November 11, 2013
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Honoring Veteran Students at FRCC

In 1919, on the eleventh hour of the eleventh day of the eleventh month, the Allied nations and Germany finally agreed to an armistice after more than four years of fighting. Ninety-five years after the end of World War I, on November 11, we honor our American veterans who have served our country and fought courageously to protect our freedoms.

Here at FRCC, we work hard to make sure our veteran students have the support they need to be successful. They are heroes, after all. The least we can do is set them on the right path as they begin or continue their educational journey.

700 Veterans Strong

Close to 700 veterans attend FRCC—about 300 at Larimer Campus, 265 at Westminster Campus and Brighton Center, and 100 at Boulder County Campus. We strive to be veteran-friendly by doing whatever we can to help students acclimate when they return from service and head back to school.

Transition to Civilian Life is not Always Easy

Randy Rayback, who heads up our veteran services program at Boulder County, says it can take a while for veterans to adjust—and returning to school has its challenges. “Sometimes veterans come to FRCC unsure about what they want to do next in their lives, and many of them need help figuring things out,” he says. “Our role is to help them succeed and offer them support in whatever way they need it.”

Giving Veterans the Support They Need

New and continuing veteran students can receive services from the Veteran Services offices on their campus. They help veteran students and their eligible dependents apply for Veterans Affairs (VA) educational benefits, apply for federal financial aid and veteran tuition assistance, complete and submit any necessary documentation for VA benefits, and much more.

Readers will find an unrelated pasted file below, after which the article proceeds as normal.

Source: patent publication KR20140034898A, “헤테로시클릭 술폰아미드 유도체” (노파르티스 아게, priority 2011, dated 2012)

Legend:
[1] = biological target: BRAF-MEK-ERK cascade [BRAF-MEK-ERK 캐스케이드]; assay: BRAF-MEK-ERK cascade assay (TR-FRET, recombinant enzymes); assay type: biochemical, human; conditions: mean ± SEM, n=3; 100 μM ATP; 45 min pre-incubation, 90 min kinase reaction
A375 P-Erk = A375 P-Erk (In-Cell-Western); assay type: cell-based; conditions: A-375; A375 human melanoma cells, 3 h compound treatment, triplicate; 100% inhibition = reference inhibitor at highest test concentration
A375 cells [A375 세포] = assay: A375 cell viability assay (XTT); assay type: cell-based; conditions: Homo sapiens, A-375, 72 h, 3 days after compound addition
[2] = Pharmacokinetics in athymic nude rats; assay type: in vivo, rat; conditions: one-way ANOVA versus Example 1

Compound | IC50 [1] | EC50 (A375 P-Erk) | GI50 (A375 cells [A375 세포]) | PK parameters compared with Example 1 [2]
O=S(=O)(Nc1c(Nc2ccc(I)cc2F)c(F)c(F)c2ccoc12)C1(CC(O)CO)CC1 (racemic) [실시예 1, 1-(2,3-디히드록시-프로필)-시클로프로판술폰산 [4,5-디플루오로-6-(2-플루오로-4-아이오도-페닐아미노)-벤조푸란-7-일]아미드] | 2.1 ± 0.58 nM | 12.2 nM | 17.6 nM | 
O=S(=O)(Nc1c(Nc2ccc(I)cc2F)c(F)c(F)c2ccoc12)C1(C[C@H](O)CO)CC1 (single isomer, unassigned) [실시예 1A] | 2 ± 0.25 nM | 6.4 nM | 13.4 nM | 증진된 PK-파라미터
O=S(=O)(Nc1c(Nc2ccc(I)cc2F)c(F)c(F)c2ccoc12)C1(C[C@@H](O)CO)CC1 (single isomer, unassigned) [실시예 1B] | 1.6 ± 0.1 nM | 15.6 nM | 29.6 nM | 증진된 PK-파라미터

Veteran Services also serves as a referral source for veterans who may need other types of assistance, too. Vicki Fox, veteran services counselor for Westminster Campus and Brighton Center, says that in addition to helping students with academic advising and VA benefits help, the FRCC veteran services offers help veteran students get connected to community resources, too. “We hold a veteran resources fair every February that brings many different agencies to campus,” she says. The Larimer Campus also holds resources fairs twice a year, and offers campus workshops for veteran students on everything from building strong study habits to managing a budget.

For moral support and camaraderie, don’t forget the veterans clubs at each of our campuses. They offer social activities, volunteer opportunities, and casual get-togethers so you can get to know other veteran students and build your support community.

Veteran-Specific Advising

Veteran students who receive VA educational benefits and/or tuition assistance need to stay closely connected to their veteran services office because there are rules to follow to ensure students’ degree plans meet VA requirements for GI Bill funding.

Where to start? Contact Veteran Services at your FRCC campus:

  • Boulder County Campus, Randy Rayback – (303) 678-3654
  • Larimer Campus, Josh DeSanti – (970) 204-8263
  • Westminster Campus & Brighton Center, Vicki Fox – (303) 404-5249

Serving Those Who Served

Josh DeSanti, veteran services counselor at the Larimer Campus, says that FRCC attracts veterans for several important reasons. “We have an outstanding reputation as a community college and offer great support services for all of our students, and we’re also not far from Colorado State University, one of the most veteran-friendly colleges in the country,” he says. “We try to understand the specific challenges that veterans face as they transition out of their military lives, and we work hard to serve them well.”

FRCC is a proud supporter of American veterans. Thank you to veterans everywhere for your bravery, dedication, and selflessness. And thank you to the students who have chosen to come to FRCC after completing their military careers. We are honored to serve you.

 

About the author:

Andy Dorsey is the President of Front Range Community College. He joined FRCC in 1993, teaching psychology and economics and earning Master Teacher honors in 1999. Before becoming an educator, he worked as a project manager in two businesses, non-profit manager, and legislative director for a Congressman.

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